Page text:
COVID-19 diary from a Sanford nurse

Stacy has given thousands of vaccines; her mom died of COVID-19 too soon to get one

Portrait of a Sanford Health nurse in an exam room. Her shirt says "For you. For me. For all" with a vaccine needle icon.

Sanford Health News asked nurses to share their experiences with COVID-19 patients and their reasoning for getting vaccinated. These are Stacy’s words.

I am the travel and vaccine nurse at Sanford Health. I give thousands of vaccines, and I would never give vaccines that I don’t feel perfectly comfortable with knowing that they’re very, very safe.

The weird thing is I had COVID and then I had the monoclonal antibodies. So I had to wait a long time to get my vaccine.

I have gotten the COVID vaccine.

I got vaccinated because I feel that it’s incredibly important for us to all do our part. I believe in the science behind the vaccine and the safety in which it was created. I believe that the vaccine is not just for me. It’s for my neighbors. It’s for my family. It’s for immunocompromised people. I’ll do anything I can to protect those around me.

Before I chose to get the COVID vaccine, I did some of my own research. I talked to several physicians who I felt very comfortable with trusting with my health. I believe in the science, in which it was made. And I’ve felt that I needed to do this for anyone that I could help protect.

The reason why I think it’s very important to be vaccinated for COVID-19 is to stop the spread. We’re seeing many surges in the virus right now, and we all need to do our part in order to stop this spread.

With the spread of COVID-19 in our community, we’ve seen an increase in numbers of other illnesses too, as people are putting off their general health care because of the fear of COVID-19. As we get more people vaccinated, we are able to be out in public more and make sure that we are taking care of our general health.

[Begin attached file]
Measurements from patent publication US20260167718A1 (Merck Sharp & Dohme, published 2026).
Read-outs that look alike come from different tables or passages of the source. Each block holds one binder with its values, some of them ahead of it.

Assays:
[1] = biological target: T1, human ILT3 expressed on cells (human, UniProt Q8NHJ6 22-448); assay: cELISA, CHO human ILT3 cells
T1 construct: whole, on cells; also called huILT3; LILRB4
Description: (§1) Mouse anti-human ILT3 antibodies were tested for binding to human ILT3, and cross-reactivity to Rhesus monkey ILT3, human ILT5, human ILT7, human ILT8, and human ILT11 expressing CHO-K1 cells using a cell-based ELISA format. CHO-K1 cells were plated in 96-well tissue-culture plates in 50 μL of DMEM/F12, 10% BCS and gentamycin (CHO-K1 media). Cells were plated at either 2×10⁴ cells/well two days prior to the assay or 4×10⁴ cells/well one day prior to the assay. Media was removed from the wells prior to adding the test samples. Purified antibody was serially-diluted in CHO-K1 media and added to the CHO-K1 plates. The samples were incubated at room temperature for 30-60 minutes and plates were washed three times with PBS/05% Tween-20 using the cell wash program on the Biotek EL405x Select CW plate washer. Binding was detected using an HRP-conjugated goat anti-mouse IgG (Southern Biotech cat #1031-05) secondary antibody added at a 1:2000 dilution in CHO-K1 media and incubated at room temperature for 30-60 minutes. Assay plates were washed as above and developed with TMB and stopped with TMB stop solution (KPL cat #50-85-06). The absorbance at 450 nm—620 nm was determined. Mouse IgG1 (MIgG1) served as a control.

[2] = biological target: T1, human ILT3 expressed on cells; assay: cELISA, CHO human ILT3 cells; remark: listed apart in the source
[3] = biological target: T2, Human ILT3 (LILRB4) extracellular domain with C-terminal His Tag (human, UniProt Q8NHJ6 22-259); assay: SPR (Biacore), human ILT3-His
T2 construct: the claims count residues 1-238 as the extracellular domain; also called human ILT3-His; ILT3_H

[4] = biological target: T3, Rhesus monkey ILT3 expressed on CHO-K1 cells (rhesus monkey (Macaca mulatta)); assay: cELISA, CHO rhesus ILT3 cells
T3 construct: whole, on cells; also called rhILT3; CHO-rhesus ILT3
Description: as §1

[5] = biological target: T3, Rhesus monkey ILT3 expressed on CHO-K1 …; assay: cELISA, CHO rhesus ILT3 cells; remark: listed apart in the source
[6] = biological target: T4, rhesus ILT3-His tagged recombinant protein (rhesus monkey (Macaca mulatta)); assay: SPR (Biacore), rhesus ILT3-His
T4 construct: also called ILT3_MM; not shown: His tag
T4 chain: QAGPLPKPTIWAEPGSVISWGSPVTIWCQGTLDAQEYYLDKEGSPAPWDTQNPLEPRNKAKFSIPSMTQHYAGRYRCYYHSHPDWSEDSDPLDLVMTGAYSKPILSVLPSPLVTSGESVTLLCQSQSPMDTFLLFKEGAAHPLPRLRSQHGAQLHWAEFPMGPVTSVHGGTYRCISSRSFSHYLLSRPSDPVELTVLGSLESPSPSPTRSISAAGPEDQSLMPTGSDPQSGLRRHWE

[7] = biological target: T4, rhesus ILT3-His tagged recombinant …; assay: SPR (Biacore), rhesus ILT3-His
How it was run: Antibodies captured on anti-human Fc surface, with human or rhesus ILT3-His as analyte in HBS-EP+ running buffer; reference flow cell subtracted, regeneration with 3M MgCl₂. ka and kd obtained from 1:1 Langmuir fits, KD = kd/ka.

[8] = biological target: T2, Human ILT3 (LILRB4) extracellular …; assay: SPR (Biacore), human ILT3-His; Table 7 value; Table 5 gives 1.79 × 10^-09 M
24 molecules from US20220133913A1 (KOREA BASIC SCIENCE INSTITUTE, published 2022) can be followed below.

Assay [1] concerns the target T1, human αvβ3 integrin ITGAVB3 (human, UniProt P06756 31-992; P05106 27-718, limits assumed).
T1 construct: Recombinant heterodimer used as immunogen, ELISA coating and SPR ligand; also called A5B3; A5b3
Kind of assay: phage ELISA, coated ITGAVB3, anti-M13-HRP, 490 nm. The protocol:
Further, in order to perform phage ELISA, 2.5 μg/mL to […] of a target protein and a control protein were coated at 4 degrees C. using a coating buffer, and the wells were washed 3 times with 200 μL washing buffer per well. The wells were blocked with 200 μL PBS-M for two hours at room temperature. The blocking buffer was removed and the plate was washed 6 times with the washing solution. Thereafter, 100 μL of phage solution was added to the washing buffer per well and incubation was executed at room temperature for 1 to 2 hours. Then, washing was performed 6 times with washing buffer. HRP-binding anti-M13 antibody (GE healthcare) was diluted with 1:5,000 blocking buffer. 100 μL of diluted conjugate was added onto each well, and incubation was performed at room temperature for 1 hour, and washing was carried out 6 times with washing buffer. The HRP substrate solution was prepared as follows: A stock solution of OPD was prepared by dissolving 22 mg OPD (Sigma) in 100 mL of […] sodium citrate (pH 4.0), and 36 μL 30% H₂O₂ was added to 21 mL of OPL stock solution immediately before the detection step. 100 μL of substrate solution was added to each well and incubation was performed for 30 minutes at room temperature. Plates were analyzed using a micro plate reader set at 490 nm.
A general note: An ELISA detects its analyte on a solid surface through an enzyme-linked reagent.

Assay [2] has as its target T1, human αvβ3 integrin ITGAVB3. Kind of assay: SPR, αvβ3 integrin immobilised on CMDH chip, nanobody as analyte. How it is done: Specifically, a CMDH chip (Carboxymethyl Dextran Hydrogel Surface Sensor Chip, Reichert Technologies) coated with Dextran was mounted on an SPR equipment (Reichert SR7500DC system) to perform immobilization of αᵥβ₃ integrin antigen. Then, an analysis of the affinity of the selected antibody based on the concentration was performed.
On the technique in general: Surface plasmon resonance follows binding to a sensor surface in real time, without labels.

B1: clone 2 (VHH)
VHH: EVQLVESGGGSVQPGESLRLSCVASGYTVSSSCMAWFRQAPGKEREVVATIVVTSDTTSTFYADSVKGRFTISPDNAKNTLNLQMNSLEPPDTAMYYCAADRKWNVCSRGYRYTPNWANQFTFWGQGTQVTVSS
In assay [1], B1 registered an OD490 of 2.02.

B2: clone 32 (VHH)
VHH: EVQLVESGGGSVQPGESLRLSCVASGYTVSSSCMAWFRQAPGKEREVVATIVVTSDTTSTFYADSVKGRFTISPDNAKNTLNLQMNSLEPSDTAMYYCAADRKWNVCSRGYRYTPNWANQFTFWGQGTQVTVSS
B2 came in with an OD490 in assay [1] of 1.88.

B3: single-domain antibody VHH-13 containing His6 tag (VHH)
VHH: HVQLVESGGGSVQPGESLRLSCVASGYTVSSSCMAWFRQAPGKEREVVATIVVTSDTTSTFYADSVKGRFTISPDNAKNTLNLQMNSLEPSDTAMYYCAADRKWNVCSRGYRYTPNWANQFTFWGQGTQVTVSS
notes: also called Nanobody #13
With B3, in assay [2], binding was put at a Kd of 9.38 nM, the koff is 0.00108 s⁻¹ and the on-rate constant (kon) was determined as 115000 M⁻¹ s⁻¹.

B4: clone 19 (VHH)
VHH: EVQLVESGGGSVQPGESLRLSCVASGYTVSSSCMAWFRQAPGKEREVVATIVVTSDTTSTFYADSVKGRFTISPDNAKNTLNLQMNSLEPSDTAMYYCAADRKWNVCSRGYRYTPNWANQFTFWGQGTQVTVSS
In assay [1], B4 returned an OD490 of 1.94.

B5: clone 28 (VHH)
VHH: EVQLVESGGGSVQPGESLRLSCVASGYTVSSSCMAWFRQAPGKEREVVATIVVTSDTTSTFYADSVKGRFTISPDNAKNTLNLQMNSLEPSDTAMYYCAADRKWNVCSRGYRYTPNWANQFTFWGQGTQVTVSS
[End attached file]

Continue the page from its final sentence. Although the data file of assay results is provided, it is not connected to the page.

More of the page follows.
My biggest story was with my mom and that she was not able to get the COVID vaccine because it wasn’t created before she passed away.

My mom was immunocompromised. She was in the hospital with COVID-19. She kept asking me how soon the vaccine was going to be ready. And she was excited to hear when I told her about the first vaccines given at Sanford Health. She was not able to get the vaccine because it was created too late for her. I would have done anything to get the vaccine earlier so I could have protected my mom.

During my mom’s first hospital stay, with her COVID-19, no visitors were allowed. So our only communication with her was over the phone. All of this happened before the vaccine. I just wished the vaccine would have come out sooner because we would have been the first in line. Mom kept asking about when it was going to come out and how soon she could get it. But it was just too late for her. I’d give anything for one more day with her.

I work in an infectious disease clinic. We see a lot of COVID-19 patients after they’ve been hospitalized or as they’re recovering; the recovery is long. We see people on oxygen who were healthy prior to any of this. It’s hard to see a healthy person who was a runner or an athlete who’s now on oxygen after having had COVID-19. So often we hear that they wish they would’ve gotten their vaccine before they got COVID-19.

As we see an increase in the number of hospitalizations due to COVID-19, the one thing that we do see consistently is that the number of admissions and people in the ICU and people on vents are very low if they’ve had the COVID-19 vaccine. We need to work hard to get our community vaccinated. We need to lower the numbers of people who are being admitted with this disease. It takes the whole community to work together, to be vaccinated so we can continue to fight this.

It takes the whole community working together, getting our vaccines to protect our community.

Get your COVID-19 vaccine. Don’t let this be your last regret.

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Posted In Coronavirus, Immunizations, Nursing and Nursing Support, Sanford Stories

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